Making the book
During his twenty-one years managing Joy Division and New Order, Rob Gretton - a dedicated hoarder built up a private archive of notebooks and business records (plus a wealth of memorabilia such as posters, sleeve artwork and gig tapes) in a secret lock-up in Manchester city centre.
When Rob's partner, Lesley, decided to bring some order to this collection, she contacted Manchester District Music Archive and together we began cataloguing the objects that Rob had left behind.
Soon we began to think about doing something in celebration of Rob's life, using the material he had stored so diligently. And then it was decided: we would turn Rob's Joy Division notebooks perhaps the most intriguing element of his archive into a book that we would publish ourselves.
Over a number of weeks, we photographed all of Rob's notebook pages, and each item of supplementary material, before beginning a lengthy and democratic editing process. How to squeeze seven hundred pages of scribbled ideas, set lists, gig plans, posters and letters into a single volume?
Inevitably, page count constraints - and the desire to make the book as readable as possible - resulted in a number of things being left out. But we have added the extra material that didn't make it into the book to a special 'members only' area of this website. Passwords for these pages will be sent as a thank-you to those who buy '1 Top Class Manager' directly from our site.
When working on the layout and design, we did consider annotating Rob's books (notes on notes?), but decided it was best to present the material in as pure a form as possible, leaving readers with the option of carrying out a little detective work, should they feel so inclined. Joy Division's career is well documented in books, films and on websites; duplicating that information would have reduced the space available for Rob's notebooks, most of which have never been publicly presented before.
We did, however, decide on a blanket policy of blocking out all phone numbers and personal addresses in the book. Whilst this data is thirty years old and for the most part no longer relevant, we still felt it important to protect everyone's personal information.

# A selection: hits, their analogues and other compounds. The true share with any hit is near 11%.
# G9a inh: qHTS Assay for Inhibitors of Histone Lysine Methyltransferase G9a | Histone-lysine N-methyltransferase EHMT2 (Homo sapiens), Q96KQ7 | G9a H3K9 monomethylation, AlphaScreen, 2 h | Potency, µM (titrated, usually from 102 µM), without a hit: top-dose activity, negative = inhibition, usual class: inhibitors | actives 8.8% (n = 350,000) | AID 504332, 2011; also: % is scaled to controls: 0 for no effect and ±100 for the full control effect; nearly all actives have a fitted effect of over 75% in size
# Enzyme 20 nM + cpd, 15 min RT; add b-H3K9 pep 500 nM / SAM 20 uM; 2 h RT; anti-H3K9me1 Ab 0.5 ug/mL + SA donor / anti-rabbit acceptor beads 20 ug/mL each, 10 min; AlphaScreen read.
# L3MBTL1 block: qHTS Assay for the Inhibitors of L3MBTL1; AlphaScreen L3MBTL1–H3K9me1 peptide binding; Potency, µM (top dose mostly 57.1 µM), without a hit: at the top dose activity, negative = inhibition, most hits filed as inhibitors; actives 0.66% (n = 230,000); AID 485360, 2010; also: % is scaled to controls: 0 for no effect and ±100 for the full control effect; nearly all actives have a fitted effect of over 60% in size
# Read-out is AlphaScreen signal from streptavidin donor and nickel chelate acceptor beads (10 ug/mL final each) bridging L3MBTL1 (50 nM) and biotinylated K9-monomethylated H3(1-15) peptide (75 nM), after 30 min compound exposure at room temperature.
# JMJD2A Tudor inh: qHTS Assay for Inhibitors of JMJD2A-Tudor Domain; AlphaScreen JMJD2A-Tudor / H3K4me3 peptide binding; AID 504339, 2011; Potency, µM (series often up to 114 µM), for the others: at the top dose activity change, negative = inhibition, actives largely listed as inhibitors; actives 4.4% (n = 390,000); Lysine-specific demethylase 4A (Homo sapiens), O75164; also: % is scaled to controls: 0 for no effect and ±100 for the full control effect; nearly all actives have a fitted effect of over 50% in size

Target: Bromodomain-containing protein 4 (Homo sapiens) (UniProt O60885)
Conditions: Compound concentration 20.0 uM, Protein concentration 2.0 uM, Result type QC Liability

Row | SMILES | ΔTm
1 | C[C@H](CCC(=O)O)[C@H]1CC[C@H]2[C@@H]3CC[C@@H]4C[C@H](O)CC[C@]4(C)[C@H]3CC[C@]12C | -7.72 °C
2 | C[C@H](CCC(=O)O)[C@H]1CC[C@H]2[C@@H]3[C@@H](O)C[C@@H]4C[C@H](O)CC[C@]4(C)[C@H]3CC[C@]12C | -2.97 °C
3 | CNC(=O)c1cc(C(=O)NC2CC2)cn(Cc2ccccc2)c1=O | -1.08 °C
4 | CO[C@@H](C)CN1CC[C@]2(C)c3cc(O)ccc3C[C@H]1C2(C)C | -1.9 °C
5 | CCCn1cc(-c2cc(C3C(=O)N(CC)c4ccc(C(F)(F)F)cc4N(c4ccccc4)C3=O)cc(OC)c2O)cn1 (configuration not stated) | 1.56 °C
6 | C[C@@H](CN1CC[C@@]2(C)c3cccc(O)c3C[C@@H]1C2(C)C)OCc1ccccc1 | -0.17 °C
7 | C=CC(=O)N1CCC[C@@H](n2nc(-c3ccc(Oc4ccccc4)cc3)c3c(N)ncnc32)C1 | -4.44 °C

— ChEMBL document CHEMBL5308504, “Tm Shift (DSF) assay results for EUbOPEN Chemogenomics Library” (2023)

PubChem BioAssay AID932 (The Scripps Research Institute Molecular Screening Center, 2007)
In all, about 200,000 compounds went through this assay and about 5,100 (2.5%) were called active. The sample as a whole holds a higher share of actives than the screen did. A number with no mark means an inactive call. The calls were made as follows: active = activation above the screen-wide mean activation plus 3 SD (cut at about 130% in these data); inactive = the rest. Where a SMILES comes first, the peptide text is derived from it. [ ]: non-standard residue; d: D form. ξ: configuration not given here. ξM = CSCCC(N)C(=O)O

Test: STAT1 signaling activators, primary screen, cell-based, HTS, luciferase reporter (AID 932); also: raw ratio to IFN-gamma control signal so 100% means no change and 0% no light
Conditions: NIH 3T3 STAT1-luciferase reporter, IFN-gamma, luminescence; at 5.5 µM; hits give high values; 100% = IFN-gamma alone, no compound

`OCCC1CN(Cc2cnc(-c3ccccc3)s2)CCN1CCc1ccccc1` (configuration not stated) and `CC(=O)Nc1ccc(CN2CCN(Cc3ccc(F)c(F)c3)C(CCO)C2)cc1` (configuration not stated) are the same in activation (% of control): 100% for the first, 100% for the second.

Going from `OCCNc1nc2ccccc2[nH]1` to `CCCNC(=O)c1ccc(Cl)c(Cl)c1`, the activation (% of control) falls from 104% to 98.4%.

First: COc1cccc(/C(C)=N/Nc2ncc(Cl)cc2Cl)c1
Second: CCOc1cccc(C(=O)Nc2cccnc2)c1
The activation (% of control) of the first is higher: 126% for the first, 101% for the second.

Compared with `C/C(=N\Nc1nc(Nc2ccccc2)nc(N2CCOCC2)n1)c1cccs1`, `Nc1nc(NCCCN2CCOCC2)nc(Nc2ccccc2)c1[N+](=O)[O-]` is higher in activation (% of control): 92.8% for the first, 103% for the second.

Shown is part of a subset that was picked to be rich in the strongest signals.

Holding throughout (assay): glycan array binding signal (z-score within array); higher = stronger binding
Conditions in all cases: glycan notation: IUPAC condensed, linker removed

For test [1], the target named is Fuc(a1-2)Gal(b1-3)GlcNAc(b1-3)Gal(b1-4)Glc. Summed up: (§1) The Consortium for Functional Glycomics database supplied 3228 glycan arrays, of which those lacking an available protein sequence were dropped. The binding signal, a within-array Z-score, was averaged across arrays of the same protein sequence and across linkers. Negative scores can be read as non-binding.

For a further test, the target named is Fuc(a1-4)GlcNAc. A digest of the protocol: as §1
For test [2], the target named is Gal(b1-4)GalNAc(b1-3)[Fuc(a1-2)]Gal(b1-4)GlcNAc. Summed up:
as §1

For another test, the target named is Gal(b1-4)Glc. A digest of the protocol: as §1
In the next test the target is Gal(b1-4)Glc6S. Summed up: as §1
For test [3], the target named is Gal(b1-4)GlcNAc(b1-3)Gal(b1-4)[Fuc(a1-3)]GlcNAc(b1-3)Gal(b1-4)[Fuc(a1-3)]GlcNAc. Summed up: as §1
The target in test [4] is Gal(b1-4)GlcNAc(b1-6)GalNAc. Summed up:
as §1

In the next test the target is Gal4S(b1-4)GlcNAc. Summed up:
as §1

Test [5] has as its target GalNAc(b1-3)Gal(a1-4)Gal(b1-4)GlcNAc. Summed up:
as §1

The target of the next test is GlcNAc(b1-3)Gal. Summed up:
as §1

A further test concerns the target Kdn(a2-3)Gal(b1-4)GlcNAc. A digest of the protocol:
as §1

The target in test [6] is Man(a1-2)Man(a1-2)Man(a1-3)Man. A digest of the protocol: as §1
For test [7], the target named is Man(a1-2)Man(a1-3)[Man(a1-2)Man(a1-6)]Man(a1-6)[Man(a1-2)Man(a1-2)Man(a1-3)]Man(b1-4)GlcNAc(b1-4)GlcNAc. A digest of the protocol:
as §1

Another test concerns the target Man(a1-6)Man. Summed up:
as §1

We have divided the material into separate years: '78, '79 and '80, and given a brief outline of the band's activities during each twelve month period. We hope that these breakdowns give the less 'informed' reader an overview of what Rob and the band were working on at any given time.
Whilst the notebooks do follow a loose chronology, readers may notice some crossover between books, or shifts in time here and there. This is because Rob generally had two different notebooks on the go at any one time: the traditional reporters' spiral-bound notepad, and larger 'legal'-style books. He would carry a spiral pad in his pocket when he was out and about, recording expenditure, set lists, new contacts and the like, and then neatly transfer the important details into larger books at home.
These notebooks aren't diaries they are not a record of Rob's emotional life during the Joy Division years but his personality and thought processes are on show throughout. His notes on the band's image and aesthetic at the beginning of '79, for example, read like a kind of JD manifesto, and underline his role as 'fifth member' of the band. 'Synthesizer', he writes, ' my idea is to introduce it at the end of the set in a form of jam Ian suggests he talks over [it] but who is going to play it? What do you think about this?'
And '1 Top Class Manager' doesn't just lift the lid on Joy Division. There are broader themes to enjoy. It debunks the myths of the trade, ('Bands, Posters, Lights, Money' could have been another title for this book); it paints a picture of post-punk Manchester and its community of like-minded musicians, promoters and journalists; and, perhaps most importantly of all, it allows us a glimpse of a one of Manchester music's most influential yet elusive characters. It is the real Rob Gretton. We hope you enjoy it.